Sugarland singer Jennifer Nettles has been everywhere of late: singing with James Taylor and John Legend at President Obama’s pre-inaugural celebration, dueting with Adele on the Grammys and appearing this week on “Oprah.”
“Nobody cried,” said Nettles of the latter appearance, where she was joined by Carrie Underwood, Kenny Chesney and Darius Rucker. “It wasn’t like we had the big heart-to-heart moment on the couch with Oprah.”
Over the course of three best-selling country albums, Nettles has quickly managed to transcend not only Sugarland, her award-winning duo with Kristian Bush, but also country music itself. At the Grammys and the Obama event, she sang pop hits with the artists who made them famous. In concert, she’s been known to cover classics by Beyonce, R.E.M. and Def Leppard. And don’t forget her smash duet with Bon Jovi on “Who Says You Can’t Go Home” in 2006.
“Jennifer’s voice is amazing,” said Sugarland fan Rochelle Kotlarz of St. Louis Park, Minn. “It’s strong, it’s raw, it’s sexy, it’s lovely.”
It’s also the most Southern-soaked female voice in country since Dolly Parton’s. Nettles’ voice is twangier than a front-porch hoedown in the Blue Ridge Mountains.
“I love her accent,” said Kotlarz. “Sugarland is very contemporary country, very soulful. But I also appreciate old-time country.”
If she chooses, Nettles can rein in the accent, as evidenced on “Fall Into Me” on Sugarland’s 2008 CD, “Love on the Inside.” “It depends on the emotion that you’re trying to convey,” Nettles, 34, said recently from her Atlanta home.
What Nettles can’t seem to rein in is the notion that she should go solo and leave partner Bush behind. She’s Penn to his Teller. She’s taller and more talkative, more dynamic and domineering - and looks like a movie star. (Cameron Diaz or Kirsten Dunst? Take your pick.) Not to mention that she’s the lead singer and mouthpiece.
But Bush, 39, the shy guy hiding under a fedora and playing guitar and mandolin, is her partner, artistically and business-wise. She describes him as an eager-to-please, young-at-heart dreamer, who sees the world with a childlike innocence.
“He is my favorite person to write with,” Nettles said of the married father of two. “We never know what the future will hold. ... If there’s something that he itches to do or I itch to do, we’ll be supportive of each other.”
She figures the outside endeavors can bring more attention to Sugarland. But given her increasingly visible solo profile, people wonder: Why does she need Bush?
“We’ve heard that question before, and it’s obviously hurtful to Kristian,” she said. “From a musical perspective and from an emotional perspective, it’s a wonderful partnership for me. It’s kind of like the Eurythmics; Annie Lennox went off and had a solo career. But I have no plans for that as of right now.”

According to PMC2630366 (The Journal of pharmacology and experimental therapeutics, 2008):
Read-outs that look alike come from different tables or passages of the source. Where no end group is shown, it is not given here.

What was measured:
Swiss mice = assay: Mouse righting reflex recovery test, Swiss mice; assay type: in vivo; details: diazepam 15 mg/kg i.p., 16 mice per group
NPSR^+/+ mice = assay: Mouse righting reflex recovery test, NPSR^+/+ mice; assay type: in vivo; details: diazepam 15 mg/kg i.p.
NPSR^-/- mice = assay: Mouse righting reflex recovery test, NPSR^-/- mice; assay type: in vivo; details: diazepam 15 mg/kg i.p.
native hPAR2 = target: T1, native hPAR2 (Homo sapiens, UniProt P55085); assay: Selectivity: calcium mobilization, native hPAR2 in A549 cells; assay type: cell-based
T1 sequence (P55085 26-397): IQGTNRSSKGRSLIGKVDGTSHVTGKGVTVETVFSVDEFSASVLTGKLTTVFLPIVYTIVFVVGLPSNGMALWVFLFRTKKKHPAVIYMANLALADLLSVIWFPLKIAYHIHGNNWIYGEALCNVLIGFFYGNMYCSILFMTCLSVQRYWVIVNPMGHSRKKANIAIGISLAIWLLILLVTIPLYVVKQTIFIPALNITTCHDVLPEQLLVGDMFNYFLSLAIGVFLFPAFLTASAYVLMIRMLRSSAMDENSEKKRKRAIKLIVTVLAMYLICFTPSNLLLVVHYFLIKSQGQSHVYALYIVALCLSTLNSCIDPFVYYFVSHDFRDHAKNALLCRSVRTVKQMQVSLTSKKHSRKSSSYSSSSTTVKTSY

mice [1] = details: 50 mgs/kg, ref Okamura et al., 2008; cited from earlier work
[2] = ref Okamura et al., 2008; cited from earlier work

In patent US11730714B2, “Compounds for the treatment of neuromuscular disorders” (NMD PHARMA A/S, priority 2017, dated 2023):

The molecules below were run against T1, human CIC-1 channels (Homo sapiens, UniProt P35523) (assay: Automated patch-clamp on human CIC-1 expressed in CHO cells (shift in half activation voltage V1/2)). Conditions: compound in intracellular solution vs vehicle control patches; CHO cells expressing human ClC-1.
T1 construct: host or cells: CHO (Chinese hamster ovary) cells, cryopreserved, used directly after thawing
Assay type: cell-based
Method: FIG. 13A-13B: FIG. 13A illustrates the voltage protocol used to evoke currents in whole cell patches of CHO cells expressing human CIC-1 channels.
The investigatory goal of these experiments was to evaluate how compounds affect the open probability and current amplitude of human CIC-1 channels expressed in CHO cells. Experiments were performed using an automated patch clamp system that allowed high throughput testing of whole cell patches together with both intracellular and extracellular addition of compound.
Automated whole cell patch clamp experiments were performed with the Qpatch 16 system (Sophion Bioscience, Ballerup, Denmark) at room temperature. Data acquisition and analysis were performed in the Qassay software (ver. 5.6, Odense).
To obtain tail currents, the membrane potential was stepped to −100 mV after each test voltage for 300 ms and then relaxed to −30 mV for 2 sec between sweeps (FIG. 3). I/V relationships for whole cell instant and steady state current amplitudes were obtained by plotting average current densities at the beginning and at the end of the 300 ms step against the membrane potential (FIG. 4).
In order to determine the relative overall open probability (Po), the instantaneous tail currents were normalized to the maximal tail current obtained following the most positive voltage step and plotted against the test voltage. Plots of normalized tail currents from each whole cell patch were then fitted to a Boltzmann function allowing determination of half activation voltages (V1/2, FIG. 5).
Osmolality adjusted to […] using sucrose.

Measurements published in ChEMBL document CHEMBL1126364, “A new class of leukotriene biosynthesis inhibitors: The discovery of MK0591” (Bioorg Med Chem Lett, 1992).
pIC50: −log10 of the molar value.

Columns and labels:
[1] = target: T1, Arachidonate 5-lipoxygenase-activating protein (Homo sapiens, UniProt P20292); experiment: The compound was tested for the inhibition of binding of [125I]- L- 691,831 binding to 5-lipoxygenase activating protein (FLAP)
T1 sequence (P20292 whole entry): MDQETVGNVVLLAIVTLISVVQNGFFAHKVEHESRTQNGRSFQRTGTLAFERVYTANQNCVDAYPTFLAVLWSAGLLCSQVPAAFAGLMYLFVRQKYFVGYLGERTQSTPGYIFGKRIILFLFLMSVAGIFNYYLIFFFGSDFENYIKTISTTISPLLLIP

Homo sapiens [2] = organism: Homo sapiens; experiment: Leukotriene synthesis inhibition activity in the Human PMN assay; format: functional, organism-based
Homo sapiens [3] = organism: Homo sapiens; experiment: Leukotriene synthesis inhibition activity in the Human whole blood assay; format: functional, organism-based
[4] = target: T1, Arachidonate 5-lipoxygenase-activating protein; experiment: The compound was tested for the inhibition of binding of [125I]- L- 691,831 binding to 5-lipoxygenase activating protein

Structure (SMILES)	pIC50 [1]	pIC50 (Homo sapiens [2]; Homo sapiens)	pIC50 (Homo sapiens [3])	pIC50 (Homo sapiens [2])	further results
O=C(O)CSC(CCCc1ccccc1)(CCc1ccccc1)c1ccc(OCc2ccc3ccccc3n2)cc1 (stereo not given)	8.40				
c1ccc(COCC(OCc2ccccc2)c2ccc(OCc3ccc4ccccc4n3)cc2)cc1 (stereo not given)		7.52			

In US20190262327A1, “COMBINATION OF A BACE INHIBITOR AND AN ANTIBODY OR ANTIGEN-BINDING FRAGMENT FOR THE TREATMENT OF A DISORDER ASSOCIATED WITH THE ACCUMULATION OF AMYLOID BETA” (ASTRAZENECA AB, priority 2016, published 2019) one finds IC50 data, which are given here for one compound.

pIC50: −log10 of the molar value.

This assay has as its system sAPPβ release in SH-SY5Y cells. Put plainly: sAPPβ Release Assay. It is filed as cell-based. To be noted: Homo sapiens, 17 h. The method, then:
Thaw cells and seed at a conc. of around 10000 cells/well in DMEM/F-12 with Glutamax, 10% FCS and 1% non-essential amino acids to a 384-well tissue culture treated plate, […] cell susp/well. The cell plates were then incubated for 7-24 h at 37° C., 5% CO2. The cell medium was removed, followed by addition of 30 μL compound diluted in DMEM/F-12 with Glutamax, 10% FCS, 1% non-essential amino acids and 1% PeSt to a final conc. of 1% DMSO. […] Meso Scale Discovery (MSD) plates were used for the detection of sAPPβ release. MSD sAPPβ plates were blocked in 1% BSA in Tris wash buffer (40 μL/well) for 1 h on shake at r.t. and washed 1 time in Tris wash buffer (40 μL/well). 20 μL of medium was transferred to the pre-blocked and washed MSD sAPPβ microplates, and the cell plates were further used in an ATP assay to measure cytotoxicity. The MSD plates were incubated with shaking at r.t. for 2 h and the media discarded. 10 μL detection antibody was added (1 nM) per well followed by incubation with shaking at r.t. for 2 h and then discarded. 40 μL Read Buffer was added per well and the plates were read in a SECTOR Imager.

Sugarland actually started out as a trio in 2003. Folkie Kristen Hall had hooked up with Bush, formerly of the folk-rock duo Billy Pilgrim, and Nettles, who had a long alt-rock career in Atlanta with Soul Miner’s Daughter and the Jennifer Nettles Band.
After Sugarland’s debut, “Twice the Speed of Life,” took off in 2005 with the hits “Baby Girl” and “Something More,” Hall left during the recording of the second album to concentrate on songwriting. Since then, Sugarland has scored four No. 1 country songs, including “Already Gone” from the duo’s third CD.
Not only did Nettles split with Hall (who has sued Sugarland for royalties) but she divorced her husband in 2007. Those kind of trying situations help her dig deep emotionally. But she said her most famously emotional song, the lost-love hit “Stay,” is not autobiographical.
She performed the tear-inducing acoustic ballad on the Grammys, Country Music Association Awards and Academy of Country Music Awards and won song of the year at all three - a rare trifecta.
“It’s an iconic song where the hero has fallen and she has her own self-redemption,” she explained. “There’s something so appealing about that.”
Sugarland also offers plenty of fun stuff, such as the current single, “It Happens.” The title is a takeoff on a popular expression that can’t be printed in this newspaper. Nettles gets playful, singing: “pshhhhh, it happens.”
“Sometimes in concert, if there aren’t a lot of kids and how cheeky I’m feeling that evening, I will definitely blur the lines there,” she said. “We don’t take ourselves too seriously.”
She has been having big-time fun with her non-Sugarland appearances, including the inaugural event on the steps of the Lincoln Memorial in front of the Obamas, Bidens and 800,000 other people.
Afterward, in the receiving line, Nettles blurted to Vice President Biden’s wife, Jill: “Hi. My name is Jennifer Nettles, and I am overwhelmed right now.”
Nettles said that “it was definitely a pinch-me moment. I felt so, so proud to have been part of history even if it was just trying to interpret a song that I thought was wildly appropriate for the event, James Taylor’s ‘Shower the People,’ and getting to sing with one of my musical heroes.”
// Sound Affects
"The man whose songs were recorded by Johnny Cash, Alan Jackson, Ricky Skaggs, David Allan Coe, The Highwaymen, and countless others succumbs to time’s cruel cue that the only token of permanence we have to offer are the effects of shared moments and memories.READ the article